- Answer one or both of the following questions in your scripture study journal:
When have you, or someone you know, sought the Lord’s direction through His prophets and seers and been shown the way to go?
Ponder whether you need direction regarding what you should do or what the will of the Lord is for you in a situation in your life. What is one specific thing you will do to seek the Lord’s direction through His prophets and seers for this situation?
In 1 Samuel 9:22–26, Samuel brought Saul and his servant to a feast where he honored Saul. The next morning Samuel gave instructions for Saul’s servant to go ahead of them while he revealed to Saul “the word of God” (1 Samuel 9:27).
Read 1 Samuel 10:1, looking for what Samuel did next for Saul.
Anointing with oil was symbolic of an outpouring of the Spirit of the Lord on the person and was a way of separating or setting that person apart for a task. Three groups of people—prophets, priests, and kings—were anointed in Old Testament times to fulfill their roles, all in symbolic reference to the great Prophet, Priest, and King—Jesus Christ, the Messiah, the Anointed One.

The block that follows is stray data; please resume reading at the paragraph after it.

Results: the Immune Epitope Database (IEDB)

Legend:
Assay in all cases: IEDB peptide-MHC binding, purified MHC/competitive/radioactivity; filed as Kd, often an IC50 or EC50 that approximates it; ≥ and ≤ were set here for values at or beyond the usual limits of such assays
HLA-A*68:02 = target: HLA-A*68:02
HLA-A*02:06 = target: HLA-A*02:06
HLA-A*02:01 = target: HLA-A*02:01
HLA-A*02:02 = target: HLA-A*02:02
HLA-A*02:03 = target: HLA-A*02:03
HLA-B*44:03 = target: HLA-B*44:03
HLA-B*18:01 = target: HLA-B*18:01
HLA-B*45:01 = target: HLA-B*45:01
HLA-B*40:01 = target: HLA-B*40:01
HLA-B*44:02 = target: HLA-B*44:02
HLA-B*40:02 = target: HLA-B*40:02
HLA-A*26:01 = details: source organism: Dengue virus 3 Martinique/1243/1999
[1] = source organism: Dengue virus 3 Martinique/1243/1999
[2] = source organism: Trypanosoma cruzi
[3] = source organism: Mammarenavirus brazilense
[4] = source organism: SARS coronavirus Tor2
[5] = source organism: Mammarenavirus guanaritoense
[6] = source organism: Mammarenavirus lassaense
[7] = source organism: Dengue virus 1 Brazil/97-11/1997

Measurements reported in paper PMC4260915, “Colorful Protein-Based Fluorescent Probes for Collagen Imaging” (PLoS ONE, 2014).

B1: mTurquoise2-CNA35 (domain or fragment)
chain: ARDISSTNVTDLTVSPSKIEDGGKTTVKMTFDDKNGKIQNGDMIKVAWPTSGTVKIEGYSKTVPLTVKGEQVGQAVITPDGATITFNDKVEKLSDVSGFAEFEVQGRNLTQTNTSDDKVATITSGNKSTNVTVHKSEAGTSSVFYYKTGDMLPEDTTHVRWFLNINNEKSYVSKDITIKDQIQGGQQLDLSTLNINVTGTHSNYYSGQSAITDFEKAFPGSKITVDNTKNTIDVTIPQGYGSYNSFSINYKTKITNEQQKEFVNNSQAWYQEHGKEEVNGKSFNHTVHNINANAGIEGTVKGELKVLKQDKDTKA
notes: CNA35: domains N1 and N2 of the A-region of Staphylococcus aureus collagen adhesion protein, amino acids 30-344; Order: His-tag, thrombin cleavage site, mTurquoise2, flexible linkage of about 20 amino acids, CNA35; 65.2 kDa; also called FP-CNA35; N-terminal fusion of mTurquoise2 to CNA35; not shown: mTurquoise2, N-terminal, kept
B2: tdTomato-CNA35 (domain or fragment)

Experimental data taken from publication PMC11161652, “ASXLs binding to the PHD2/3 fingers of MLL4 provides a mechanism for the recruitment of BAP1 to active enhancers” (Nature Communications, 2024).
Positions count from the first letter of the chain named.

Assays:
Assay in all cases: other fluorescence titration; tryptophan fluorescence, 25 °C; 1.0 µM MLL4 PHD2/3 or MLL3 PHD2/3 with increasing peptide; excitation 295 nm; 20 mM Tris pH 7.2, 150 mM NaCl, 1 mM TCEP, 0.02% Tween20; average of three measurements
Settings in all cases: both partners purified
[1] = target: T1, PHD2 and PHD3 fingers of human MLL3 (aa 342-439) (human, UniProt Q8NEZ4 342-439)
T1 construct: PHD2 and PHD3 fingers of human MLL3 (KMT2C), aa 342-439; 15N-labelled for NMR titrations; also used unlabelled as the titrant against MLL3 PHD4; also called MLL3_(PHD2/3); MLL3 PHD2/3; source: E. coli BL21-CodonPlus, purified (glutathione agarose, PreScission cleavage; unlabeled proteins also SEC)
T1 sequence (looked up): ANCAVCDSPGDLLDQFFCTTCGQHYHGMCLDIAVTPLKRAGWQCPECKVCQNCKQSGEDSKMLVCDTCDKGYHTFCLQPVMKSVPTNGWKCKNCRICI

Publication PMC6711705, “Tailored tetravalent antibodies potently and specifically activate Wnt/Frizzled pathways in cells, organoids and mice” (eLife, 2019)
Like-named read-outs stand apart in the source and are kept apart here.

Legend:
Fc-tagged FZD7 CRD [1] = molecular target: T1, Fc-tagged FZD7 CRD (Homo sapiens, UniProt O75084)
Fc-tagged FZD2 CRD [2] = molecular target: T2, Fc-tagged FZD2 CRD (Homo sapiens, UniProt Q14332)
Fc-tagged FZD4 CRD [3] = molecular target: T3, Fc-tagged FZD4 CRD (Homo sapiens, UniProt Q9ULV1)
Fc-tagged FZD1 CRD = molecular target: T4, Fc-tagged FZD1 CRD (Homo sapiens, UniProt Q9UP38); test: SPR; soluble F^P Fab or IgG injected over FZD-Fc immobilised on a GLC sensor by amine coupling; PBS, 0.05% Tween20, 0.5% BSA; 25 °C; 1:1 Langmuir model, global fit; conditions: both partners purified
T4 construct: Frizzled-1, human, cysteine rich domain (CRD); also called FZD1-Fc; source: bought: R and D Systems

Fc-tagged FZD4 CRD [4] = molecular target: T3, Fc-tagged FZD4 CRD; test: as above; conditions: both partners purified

If you were Saul, how might you have felt after receiving this calling from the Lord?
In 1 Samuel 10:2–6, Samuel prophesied that Saul would have three experiences as he traveled. One of these would involve prophesying, or speaking inspired words, with a group of prophets.
Read 1 Samuel 10:7–10, looking for what Samuel further taught Saul and how Samuel’s words were fulfilled.
According to verse 7, who did Samuel say was with Saul?
From this experience we learn that God will be with those He calls to serve Him as they act in righteousness.
Why might this truth be comforting to people who receive callings to serve God?
In 1 Samuel 10:11–23 we learn that the people who knew Saul were surprised to see him prophesy with the group of prophets. After this event, Samuel gathered the Israelites together and reminded them that they had rejected the Lord by seeking to have a king. He then announced that Saul was the man the Lord had chosen to be the earthly leader of Israel. Read 1 Samuel 10:24, looking for how the people responded to Saul being selected.